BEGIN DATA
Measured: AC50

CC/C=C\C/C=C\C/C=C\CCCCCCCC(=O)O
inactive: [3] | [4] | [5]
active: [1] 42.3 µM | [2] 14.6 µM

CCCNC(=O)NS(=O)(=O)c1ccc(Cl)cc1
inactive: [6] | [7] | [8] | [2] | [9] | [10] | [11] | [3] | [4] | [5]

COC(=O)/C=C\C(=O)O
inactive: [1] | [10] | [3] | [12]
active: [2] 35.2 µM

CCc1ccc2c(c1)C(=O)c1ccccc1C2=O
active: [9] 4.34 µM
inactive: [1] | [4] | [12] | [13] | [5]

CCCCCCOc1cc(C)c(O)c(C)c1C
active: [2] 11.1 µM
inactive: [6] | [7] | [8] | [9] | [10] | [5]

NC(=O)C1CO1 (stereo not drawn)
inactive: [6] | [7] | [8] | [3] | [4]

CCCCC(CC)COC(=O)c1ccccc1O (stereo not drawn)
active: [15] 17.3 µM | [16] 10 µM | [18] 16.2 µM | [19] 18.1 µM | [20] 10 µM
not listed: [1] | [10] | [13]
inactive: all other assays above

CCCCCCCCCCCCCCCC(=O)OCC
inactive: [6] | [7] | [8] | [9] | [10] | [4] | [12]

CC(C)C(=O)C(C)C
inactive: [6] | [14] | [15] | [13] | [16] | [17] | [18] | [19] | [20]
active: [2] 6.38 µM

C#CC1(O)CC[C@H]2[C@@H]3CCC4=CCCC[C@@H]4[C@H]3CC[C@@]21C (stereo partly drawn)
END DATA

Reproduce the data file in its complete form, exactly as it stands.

Measured: AC50

CC/C=C\C/C=C\C/C=C\CCCCCCCC(=O)O
inactive: [3] | [4] | [5]
active: [1] 42.3 µM | [2] 14.6 µM

CCCNC(=O)NS(=O)(=O)c1ccc(Cl)cc1
inactive: [6] | [7] | [8] | [2] | [9] | [10] | [11] | [3] | [4] | [5]

COC(=O)/C=C\C(=O)O
inactive: [1] | [10] | [3] | [12]
active: [2] 35.2 µM

CCc1ccc2c(c1)C(=O)c1ccccc1C2=O
active: [9] 4.34 µM
inactive: [1] | [4] | [12] | [13] | [5]

CCCCCCOc1cc(C)c(O)c(C)c1C
active: [2] 11.1 µM
inactive: [6] | [7] | [8] | [9] | [10] | [5]

NC(=O)C1CO1 (stereo not drawn)
inactive: [6] | [7] | [8] | [3] | [4]

CCCCC(CC)COC(=O)c1ccccc1O (stereo not drawn)
active: [15] 17.3 µM | [16] 10 µM | [18] 16.2 µM | [19] 18.1 µM | [20] 10 µM
not listed: [1] | [10] | [13]
inactive: all other assays above

CCCCCCCCCCCCCCCC(=O)OCC
inactive: [6] | [7] | [8] | [9] | [10] | [4] | [12]

CC(C)C(=O)C(C)C
inactive: [6] | [14] | [15] | [13] | [16] | [17] | [18] | [19] | [20]
active: [2] 6.38 µM

C#CC1(O)CC[C@H]2[C@@H]3CCC4=CCCC[C@@H]4[C@H]3CC[C@@]21C (stereo partly drawn)